The first response of the Athenian assembly is caution. But an ally in the western sea, close to the heel of Italy, is an attractive proposition. Pericles persuades the assembly to send thirty triremes for defensive purposes only, arguing that this will not breach the treaty.

Events prove Pericles wrong. Hostilities escalate to the point where Athenian ships are blockading an ally of Corinth (Megara) and threatening a Corinthian colony (Potidaea). In 432 the Spartans decide that Athens is guilty of aggression. They send an envoy demanding withdrawal of the Athenian ships.

Pericles again is among the hawks. He persuades the assembly to reply that Athens will never bow to an ultimatum from Sparta, but will agree to independent arbritration. Diplomatic stalemate ends in 431 when Thebes, an ally of Sparta, suddenly attacks Plataea, an ally of Athens. The Second Peloponnesian War, often known simply as the Peloponnesian War, has started.

The Second Peloponnesian War: 431-404 BC

The twenty-seven years of the war form a complex web of shifting alliances and fluctuating fortunes for the two main contestants, Sparta and Athens, with a high level of treachery and brutality as an accepted norm.

The underlying pattern of hostilities is a dispiriting routine based on two unchangeable facts: a Spartan army is almost irresistible in battle; but the famous Walls of athens, and her powerful fleet (protecting respectively both city and harbour), mean she is impregnable. So every summer the Spartans march north and spend a month destroying all the Athenian crops, while the farmers shelter in the city. The Athenian navy then has to bring in even more corn than is normally required.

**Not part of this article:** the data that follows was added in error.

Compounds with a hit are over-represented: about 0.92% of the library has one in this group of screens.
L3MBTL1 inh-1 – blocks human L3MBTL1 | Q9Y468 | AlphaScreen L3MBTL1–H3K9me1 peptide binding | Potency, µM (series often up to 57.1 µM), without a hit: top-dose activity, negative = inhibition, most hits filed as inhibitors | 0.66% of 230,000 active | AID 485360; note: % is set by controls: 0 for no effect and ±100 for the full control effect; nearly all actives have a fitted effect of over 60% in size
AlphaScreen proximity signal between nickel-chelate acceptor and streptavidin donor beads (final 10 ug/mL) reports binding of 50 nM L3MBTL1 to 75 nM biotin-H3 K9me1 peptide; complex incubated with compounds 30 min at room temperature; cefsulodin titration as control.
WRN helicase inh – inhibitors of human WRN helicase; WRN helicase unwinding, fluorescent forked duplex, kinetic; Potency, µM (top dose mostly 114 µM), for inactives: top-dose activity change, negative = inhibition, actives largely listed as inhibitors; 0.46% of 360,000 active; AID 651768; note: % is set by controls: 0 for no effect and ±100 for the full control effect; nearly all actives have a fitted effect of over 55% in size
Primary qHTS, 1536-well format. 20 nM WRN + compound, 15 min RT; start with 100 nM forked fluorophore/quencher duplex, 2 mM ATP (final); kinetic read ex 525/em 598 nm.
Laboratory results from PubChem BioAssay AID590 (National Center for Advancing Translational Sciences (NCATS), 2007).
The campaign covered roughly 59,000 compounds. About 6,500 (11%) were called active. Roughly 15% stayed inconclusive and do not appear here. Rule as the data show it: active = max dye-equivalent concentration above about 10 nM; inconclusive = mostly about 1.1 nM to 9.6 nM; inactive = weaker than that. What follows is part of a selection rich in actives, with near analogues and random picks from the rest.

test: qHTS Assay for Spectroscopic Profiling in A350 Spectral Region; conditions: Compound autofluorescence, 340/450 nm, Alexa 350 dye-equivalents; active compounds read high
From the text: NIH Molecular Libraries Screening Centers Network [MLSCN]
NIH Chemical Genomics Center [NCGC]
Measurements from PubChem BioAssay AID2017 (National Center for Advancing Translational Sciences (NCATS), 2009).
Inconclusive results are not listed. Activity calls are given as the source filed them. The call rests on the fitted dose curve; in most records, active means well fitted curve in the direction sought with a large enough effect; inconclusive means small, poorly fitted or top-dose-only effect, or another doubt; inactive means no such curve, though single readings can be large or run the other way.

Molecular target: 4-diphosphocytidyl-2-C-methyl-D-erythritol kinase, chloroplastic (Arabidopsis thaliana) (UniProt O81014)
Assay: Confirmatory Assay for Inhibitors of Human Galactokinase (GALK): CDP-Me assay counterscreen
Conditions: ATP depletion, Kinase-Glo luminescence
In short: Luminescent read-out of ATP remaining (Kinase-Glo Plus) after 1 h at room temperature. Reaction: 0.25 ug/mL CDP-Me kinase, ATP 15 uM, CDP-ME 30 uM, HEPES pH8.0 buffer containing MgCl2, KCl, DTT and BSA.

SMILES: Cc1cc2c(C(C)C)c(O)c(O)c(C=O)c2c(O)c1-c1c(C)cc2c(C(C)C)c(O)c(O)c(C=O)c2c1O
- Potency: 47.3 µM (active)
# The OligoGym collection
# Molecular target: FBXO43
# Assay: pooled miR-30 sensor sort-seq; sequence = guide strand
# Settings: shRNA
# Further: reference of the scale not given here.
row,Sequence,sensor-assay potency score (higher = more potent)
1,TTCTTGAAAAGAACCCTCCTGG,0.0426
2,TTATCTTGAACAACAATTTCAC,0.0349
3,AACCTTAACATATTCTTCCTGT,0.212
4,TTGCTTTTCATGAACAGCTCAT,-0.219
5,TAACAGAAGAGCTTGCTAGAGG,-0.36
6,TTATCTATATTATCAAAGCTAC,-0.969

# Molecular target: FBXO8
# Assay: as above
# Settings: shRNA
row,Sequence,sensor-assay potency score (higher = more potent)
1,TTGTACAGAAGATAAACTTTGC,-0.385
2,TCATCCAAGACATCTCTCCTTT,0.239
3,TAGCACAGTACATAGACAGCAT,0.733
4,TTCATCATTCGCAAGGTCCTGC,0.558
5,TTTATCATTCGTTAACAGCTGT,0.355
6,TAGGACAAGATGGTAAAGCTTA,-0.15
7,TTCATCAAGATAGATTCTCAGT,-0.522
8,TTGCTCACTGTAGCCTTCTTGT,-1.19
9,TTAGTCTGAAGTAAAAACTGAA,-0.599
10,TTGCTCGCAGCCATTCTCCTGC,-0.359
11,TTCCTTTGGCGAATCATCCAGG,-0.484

The second summer of this kind, that of 430, is made more painful for the Athenians because plague strikes the city and kills nearly a third of the inhabitants. Thucydides catches it, but survives to write his great history of the war. Pericles, architect of the Athenian war strategy, is less lucky; he falls victim in the second summer of the plague, 429.

Yet Athens survives even this catalogue of disasters, and by 425 Sparta seems the underdog - suffering a series of defeats close to home in the Peloponnese, at the hands of soldiers landing from Athenian ships. It appears as though neither side can ever win this conflict.

Mytilene and Melos: 427 and 416 BC

Meanwhile certain engagements have been so dramatic that they acquire the status of classic scenes, as written up by Thucydides. One is the event which began the war, the siege of Plataea.

Another is the case of Mytilene, an allied city which rebels against Athens in 428. It is forced into surrender in 427, whereupon the assembly in Athens votes that all adult males in Mytilene shall be killed and their women and children sold into slavery. The next day the issue is debated again and the vote, by a narrow majority, goes the other way. Now only those considered directly responsible for the revolt are to be killed.